It’s sad when the “greenest” leaders on Earth still eat meat.


Graham Hill speaks at TED

Graham Hill speaks at TED

Graham Hill, founder of treehugger.com, calls himself a “weekday vegetarian.” Yesterday, I saw a 4-minute video of him talking about that topic on TED. In the video, he asks himself “why am I not a vegetarian?” He talks about all the reasons why he should be—water, health, animal suffering, etc. He talks about being raised by hippie parents and really caring about the environment.

Yet, he admits (with laughter response) that he just can’t imagine how he would feel if he was about to eat his last hamburger. But, there is one thing he didn’t mention—the simple fact that there is not enough land for humans to continue eating meat, dairy and eggs three meals a day. He talks about switching from beef to “sustainably harvested seafood” as if that’s going to solve anything. But what he has failed to recognize is the single most important issue at stake:

The longterm sustainability of the human race

So here is a 4-minute video of the founder of quite possibly the “greenest” organization on the planet—talking about why he is copping out when it comes to walking the talk about truly living green.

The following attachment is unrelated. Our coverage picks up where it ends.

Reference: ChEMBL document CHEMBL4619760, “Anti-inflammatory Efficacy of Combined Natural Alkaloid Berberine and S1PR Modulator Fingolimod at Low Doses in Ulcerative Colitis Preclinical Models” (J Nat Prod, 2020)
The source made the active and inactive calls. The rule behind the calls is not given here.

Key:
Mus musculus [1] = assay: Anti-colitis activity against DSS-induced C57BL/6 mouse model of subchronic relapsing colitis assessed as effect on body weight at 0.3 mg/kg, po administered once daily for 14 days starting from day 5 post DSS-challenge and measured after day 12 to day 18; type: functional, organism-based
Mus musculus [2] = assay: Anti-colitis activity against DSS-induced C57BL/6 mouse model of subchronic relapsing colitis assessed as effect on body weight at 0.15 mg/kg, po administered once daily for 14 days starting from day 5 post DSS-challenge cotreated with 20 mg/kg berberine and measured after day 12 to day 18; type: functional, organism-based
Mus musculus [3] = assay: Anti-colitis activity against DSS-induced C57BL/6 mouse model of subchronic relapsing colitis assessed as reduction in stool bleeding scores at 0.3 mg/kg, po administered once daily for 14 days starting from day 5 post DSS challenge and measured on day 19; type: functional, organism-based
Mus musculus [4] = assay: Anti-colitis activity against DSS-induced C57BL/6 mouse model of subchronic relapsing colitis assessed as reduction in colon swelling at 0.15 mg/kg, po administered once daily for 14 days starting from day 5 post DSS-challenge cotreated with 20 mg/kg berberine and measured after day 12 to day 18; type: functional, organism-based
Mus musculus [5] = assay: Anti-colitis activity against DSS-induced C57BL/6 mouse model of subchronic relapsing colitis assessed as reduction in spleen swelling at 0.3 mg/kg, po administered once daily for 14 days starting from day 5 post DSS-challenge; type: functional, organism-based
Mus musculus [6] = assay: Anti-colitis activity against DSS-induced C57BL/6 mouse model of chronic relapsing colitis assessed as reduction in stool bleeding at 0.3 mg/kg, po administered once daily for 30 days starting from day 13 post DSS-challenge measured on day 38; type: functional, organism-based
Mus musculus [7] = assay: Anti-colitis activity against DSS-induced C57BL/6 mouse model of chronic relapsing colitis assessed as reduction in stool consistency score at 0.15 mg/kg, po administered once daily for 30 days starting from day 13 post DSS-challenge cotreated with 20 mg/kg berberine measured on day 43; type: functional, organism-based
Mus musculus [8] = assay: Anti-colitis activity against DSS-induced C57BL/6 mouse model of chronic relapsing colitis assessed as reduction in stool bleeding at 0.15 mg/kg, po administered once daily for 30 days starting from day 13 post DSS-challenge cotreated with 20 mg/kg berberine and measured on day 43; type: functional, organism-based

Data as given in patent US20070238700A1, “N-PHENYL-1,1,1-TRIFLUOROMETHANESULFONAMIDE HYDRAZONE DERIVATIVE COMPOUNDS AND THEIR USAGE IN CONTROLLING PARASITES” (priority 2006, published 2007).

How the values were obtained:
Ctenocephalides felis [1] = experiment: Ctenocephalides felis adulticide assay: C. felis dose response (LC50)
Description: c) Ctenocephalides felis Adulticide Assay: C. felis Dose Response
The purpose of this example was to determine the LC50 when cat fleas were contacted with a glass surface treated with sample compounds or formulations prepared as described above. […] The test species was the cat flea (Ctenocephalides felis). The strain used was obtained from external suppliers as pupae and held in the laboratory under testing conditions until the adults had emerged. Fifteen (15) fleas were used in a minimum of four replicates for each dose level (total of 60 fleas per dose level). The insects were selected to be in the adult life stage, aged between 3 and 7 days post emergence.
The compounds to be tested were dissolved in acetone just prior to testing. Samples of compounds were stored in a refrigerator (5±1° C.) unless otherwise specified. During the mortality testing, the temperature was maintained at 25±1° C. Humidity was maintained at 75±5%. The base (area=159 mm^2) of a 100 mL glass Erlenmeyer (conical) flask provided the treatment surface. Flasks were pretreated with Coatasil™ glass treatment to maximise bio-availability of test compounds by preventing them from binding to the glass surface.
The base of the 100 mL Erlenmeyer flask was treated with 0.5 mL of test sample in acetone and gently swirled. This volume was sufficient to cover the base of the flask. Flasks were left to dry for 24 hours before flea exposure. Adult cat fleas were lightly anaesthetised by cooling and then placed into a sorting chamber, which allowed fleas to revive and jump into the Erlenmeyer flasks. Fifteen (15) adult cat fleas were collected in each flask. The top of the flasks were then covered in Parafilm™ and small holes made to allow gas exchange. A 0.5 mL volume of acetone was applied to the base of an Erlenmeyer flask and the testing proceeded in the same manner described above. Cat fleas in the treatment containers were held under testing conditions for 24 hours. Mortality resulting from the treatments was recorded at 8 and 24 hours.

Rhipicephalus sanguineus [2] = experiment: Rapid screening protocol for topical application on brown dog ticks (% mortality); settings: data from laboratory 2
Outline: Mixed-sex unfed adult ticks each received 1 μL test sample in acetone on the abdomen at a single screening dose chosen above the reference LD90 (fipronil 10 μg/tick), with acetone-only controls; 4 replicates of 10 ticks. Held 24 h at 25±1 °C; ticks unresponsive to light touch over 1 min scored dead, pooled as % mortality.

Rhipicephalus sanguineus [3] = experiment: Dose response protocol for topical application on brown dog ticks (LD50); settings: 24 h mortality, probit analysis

Ladies and Gentlemen — Mr. Graham Hill

TreehuggerAbout Graham HillFounded the eco-blog treehugger.com, to help, as he says, “push sustainability into the mainstream,” with a design-forward style and an international, wide-ranging team committed to transforming complex issues into everyday concepts. It’s been called “the Green CNN.” Before Treehugger, Hill studied architecture and design (his side business is making those coolceramic Greek coffee cups). His other company, ExceptionLab, is devoted to creating sustainable prototypes — think lamps made from recycled blinds and ultra-mod planters that are also air filters. He is the author of Weekday Vegetarian, available on Amazon.